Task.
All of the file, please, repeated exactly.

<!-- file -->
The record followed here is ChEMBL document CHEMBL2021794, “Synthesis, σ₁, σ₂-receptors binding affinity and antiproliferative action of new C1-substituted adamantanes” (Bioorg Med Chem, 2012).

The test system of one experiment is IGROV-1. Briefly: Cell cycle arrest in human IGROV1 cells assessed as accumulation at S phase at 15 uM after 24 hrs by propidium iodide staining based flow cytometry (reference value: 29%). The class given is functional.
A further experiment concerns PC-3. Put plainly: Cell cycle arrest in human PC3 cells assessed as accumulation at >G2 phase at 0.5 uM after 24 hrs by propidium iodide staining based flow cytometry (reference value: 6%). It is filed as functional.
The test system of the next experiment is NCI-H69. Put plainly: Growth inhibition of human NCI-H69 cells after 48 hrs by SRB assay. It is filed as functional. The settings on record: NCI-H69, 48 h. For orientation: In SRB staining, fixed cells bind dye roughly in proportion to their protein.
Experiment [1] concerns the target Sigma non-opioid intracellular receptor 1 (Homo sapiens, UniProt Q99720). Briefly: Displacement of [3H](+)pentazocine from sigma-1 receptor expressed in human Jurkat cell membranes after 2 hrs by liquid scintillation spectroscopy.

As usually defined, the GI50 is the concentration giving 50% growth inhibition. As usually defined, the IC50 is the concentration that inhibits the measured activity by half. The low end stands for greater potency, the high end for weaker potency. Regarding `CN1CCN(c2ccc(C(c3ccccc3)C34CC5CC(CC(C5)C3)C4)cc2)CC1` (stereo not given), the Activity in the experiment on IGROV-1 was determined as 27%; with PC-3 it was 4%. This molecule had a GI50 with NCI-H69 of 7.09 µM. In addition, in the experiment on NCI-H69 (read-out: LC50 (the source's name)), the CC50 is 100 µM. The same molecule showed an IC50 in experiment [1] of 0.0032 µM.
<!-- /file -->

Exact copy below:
The record followed here is ChEMBL document CHEMBL2021794, “Synthesis, σ₁, σ₂-receptors binding affinity and antiproliferative action of new C1-substituted adamantanes” (Bioorg Med Chem, 2012).

The test system of one experiment is IGROV-1. Briefly: Cell cycle arrest in human IGROV1 cells assessed as accumulation at S phase at 15 uM after 24 hrs by propidium iodide staining based flow cytometry (reference value: 29%). The class given is functional.
A further experiment concerns PC-3. Put plainly: Cell cycle arrest in human PC3 cells assessed as accumulation at >G2 phase at 0.5 uM after 24 hrs by propidium iodide staining based flow cytometry (reference value: 6%). It is filed as functional.
The test system of the next experiment is NCI-H69. Put plainly: Growth inhibition of human NCI-H69 cells after 48 hrs by SRB assay. It is filed as functional. The settings on record: NCI-H69, 48 h. For orientation: In SRB staining, fixed cells bind dye roughly in proportion to their protein.
Experiment [1] concerns the target Sigma non-opioid intracellular receptor 1 (Homo sapiens, UniProt Q99720). Briefly: Displacement of [3H](+)pentazocine from sigma-1 receptor expressed in human Jurkat cell membranes after 2 hrs by liquid scintillation spectroscopy.

As usually defined, the GI50 is the concentration giving 50% growth inhibition. As usually defined, the IC50 is the concentration that inhibits the measured activity by half. The low end stands for greater potency, the high end for weaker potency. Regarding `CN1CCN(c2ccc(C(c3ccccc3)C34CC5CC(CC(C5)C3)C4)cc2)CC1` (stereo not given), the Activity in the experiment on IGROV-1 was determined as 27%; with PC-3 it was 4%. This molecule had a GI50 with NCI-H69 of 7.09 µM. In addition, in the experiment on NCI-H69 (read-out: LC50 (the source's name)), the CC50 is 100 µM. The same molecule showed an IC50 in experiment [1] of 0.0032 µM.